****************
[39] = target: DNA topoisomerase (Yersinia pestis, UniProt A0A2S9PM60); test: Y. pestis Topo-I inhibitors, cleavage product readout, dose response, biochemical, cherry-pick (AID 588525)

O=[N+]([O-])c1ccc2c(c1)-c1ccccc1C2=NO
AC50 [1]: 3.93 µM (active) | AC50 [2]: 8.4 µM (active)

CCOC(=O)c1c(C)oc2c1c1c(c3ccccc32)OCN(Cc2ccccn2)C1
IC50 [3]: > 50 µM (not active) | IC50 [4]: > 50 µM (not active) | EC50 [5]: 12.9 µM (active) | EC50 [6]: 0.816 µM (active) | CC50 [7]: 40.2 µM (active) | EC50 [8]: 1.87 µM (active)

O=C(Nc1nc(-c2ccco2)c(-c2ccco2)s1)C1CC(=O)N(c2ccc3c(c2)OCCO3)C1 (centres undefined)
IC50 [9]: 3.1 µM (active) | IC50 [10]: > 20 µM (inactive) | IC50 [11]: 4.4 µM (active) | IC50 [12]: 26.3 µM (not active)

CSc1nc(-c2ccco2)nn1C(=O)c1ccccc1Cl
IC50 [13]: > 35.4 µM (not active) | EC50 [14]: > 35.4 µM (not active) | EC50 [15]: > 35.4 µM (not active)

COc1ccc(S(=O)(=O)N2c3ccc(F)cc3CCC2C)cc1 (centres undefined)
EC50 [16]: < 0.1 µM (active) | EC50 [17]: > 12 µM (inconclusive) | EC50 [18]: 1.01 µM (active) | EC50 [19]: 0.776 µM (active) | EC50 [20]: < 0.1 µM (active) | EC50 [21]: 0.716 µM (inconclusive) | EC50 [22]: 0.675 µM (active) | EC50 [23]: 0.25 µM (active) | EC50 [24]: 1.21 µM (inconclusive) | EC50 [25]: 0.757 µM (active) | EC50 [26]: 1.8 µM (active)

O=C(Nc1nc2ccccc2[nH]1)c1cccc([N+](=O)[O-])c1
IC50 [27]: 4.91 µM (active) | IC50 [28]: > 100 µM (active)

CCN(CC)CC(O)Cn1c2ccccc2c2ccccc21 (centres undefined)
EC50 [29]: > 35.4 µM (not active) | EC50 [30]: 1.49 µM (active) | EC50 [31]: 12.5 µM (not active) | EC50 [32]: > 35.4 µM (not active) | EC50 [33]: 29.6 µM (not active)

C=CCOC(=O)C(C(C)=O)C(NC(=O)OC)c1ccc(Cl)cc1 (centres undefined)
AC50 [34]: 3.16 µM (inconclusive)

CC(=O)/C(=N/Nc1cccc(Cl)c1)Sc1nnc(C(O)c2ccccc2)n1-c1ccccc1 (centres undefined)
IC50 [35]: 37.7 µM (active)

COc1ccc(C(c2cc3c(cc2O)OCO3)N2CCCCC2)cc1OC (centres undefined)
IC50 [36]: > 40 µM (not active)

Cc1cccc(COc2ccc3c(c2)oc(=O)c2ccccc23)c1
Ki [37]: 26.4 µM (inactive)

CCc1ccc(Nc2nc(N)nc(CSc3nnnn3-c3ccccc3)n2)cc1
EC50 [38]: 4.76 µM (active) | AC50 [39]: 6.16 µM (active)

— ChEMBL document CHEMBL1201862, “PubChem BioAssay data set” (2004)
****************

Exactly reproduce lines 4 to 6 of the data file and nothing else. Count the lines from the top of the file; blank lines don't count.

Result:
CCOC(=O)c1c(C)oc2c1c1c(c3ccccc32)OCN(Cc2ccccn2)C1
IC50 [3]: > 50 µM (not active) | IC50 [4]: > 50 µM (not active) | EC50 [5]: 12.9 µM (active) | EC50 [6]: 0.816 µM (active) | CC50 [7]: 40.2 µM (active) | EC50 [8]: 1.87 µM (active)

O=C(Nc1nc(-c2ccco2)c(-c2ccco2)s1)C1CC(=O)N(c2ccc3c(c2)OCCO3)C1 (centres undefined)